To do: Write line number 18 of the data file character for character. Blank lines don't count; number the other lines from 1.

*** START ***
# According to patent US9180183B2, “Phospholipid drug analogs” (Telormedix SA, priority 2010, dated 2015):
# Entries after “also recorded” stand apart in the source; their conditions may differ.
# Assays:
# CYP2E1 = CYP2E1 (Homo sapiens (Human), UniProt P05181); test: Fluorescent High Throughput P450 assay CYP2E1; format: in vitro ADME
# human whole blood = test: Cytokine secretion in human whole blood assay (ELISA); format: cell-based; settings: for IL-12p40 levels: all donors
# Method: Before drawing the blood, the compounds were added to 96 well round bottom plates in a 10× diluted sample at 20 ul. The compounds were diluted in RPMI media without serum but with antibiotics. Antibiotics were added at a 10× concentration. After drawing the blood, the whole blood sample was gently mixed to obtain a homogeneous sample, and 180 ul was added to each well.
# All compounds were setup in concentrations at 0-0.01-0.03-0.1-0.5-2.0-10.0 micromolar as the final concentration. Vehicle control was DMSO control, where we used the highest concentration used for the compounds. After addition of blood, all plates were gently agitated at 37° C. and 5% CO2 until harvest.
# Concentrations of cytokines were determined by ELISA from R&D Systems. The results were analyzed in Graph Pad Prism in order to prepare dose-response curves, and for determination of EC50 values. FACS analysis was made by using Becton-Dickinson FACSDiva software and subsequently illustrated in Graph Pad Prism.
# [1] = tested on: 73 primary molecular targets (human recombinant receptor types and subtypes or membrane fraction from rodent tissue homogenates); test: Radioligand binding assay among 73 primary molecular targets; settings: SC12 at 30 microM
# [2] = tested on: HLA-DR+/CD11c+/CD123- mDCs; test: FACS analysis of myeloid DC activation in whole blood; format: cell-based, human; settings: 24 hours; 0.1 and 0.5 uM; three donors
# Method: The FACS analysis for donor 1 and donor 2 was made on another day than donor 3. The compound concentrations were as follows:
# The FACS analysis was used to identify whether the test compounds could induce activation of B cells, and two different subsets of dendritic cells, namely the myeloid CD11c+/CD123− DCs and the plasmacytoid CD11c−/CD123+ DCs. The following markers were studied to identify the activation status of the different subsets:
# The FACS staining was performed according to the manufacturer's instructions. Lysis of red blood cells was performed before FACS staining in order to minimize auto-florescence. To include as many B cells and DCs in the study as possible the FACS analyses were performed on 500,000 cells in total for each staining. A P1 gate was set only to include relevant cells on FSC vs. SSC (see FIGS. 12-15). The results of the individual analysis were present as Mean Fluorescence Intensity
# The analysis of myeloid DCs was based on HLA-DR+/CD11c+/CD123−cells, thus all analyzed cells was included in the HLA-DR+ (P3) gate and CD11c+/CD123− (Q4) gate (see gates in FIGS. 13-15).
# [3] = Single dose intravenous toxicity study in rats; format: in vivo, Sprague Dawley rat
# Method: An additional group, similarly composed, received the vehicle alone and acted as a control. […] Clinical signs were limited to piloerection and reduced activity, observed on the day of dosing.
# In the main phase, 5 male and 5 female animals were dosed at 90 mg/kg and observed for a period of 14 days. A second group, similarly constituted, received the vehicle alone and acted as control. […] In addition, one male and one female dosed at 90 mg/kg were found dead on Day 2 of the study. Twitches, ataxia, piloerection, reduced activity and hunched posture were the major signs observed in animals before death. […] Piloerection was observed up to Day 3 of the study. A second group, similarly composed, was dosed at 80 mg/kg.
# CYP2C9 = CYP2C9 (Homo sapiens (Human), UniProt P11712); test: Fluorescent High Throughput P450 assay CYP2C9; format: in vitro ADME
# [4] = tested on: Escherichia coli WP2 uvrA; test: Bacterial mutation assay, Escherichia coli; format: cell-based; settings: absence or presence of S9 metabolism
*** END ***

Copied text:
# CYP2C9 = CYP2C9 (Homo sapiens (Human), UniProt P11712); test: Fluorescent High Throughput P450 assay CYP2C9; format: in vitro ADME